The lucrative New York online sports betting market was launched earlier this month with four of nine platform operators getting the green light while the remaining five needed to clear necessary regulatory hurdles. There are now six live online sports betting operators with three more waiting in the wings, one of which is Bally Bet.
Wooing customers and capturing early adopters is the name of the game in sports betting, especially with a market as profitable and vast as New York. FanDuel Sportsbook, DraftKings Sportsbook, Caesars Sportsbook, and BetRivers were the first to get their invitations to the sports betting party in the Empire State. The competition was, and remains, fierce with eye-popping promos and bonuses from the competing books to win market share and gain a leg up in the early going.
Caesars was the most aggressive, giving matching bonuses up to $3000 in initial deposits while offering as much as a $300 sign-up bonus which assisted greatly in winning 42.7 percent of the market through the first nine days of online betting in New York. DraftKings and FanDuel were matching up to $1500 while BetRivers was more restrained, offering up to $250 to first-time customers. BetMGM and PointsBet have recently been allowed entrance into the field of battle in New York while Resorts World Bet, WynnBet, and Bally Bet have yet to enter the fray.
Bally’s Playing the Long Game
These big bonuses won’t last forever and, in fact, New York will likely be one of the stingiest for bonus hunters in the future because of the onerous 51 percent tax rate levied against the online platform providers. If the operators have to cut big checks to the state, they will have much less money available for promos. That could ultimately see New York bargain hunters crossing state lines to New Jersey where those operators can be more generous due to the advantageous tax deal they have with the Garden State at 14.25 percent.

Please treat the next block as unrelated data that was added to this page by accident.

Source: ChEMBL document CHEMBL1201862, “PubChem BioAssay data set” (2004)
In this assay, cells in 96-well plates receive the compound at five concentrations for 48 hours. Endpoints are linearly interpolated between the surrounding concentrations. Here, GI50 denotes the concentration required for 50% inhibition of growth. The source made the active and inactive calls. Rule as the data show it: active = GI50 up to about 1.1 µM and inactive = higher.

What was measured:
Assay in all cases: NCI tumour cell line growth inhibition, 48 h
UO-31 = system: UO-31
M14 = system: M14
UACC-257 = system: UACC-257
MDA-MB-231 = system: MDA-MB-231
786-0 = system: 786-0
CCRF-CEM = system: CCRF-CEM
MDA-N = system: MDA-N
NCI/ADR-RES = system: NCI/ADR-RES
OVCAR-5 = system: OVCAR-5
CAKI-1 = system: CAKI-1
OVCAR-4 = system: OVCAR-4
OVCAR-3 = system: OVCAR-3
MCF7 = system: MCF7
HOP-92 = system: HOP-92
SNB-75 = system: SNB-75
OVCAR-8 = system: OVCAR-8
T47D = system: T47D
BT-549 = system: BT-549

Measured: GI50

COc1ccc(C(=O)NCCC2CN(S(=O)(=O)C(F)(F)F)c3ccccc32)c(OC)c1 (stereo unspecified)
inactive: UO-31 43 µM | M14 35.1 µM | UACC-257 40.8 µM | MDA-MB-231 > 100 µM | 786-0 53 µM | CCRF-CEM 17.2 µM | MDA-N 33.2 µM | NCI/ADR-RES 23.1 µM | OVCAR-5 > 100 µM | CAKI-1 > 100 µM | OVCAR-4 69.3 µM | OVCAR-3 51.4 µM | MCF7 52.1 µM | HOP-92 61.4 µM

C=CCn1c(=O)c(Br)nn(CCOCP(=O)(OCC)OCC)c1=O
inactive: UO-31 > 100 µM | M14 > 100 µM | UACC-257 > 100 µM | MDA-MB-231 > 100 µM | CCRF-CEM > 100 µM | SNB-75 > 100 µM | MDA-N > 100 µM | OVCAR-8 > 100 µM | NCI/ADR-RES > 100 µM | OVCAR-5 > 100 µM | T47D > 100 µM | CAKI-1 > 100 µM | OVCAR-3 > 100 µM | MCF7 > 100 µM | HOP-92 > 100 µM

But not everyone is eager to play Santa Claus just to gain an early foothold. Soo Kim, Bally’s Chairman, told CNBC‘s Contessa Brewer he is content to let the others spend to their heart’s content while Bally’s would delay their opening until the springtime, bypassing the hysteria of the Super Bowl and March Madness.
“Oh yeah, we’re OK with that. I think that look, we have a longer-term plan and I think part of this is why maybe our plan isn’t fully being grasped by the public markets. The public markets tend to be very short-term-minded, what’s going to happen in the next earnings, what’s going to happen at the next, you know.
“But we think that actually, the current version of sports betting is not a great business. It’s a fine business, it’s not a great business. We think that there will be a wave of consolidation that will rationalize promotions. But more importantly, I think people will stop competing with just free money but people will start competing with product.”
And it seems Mr. Kim is well aware of the easy money to be made from playing a little arbitrage in the sports betting market with house money.
“As a New York state citizen, I thought this is great. I mean, it’s insane, it’s so … look, I think it’s kind of funny. Like literally – without casting aspersions on all of our fellow colleagues and industry participants – but you could literally open an account with one person, open an account with another person, get your free promotional money and bet separately, different ways on the same game, and you will win on one of them. Like, I don’t know why everyone’s not doing that.”
Kim is pinning his hopes on a superior product after the wave of promos has abated. Bookmakers Review will keep our readers updated as news happens in the New York sports betting market.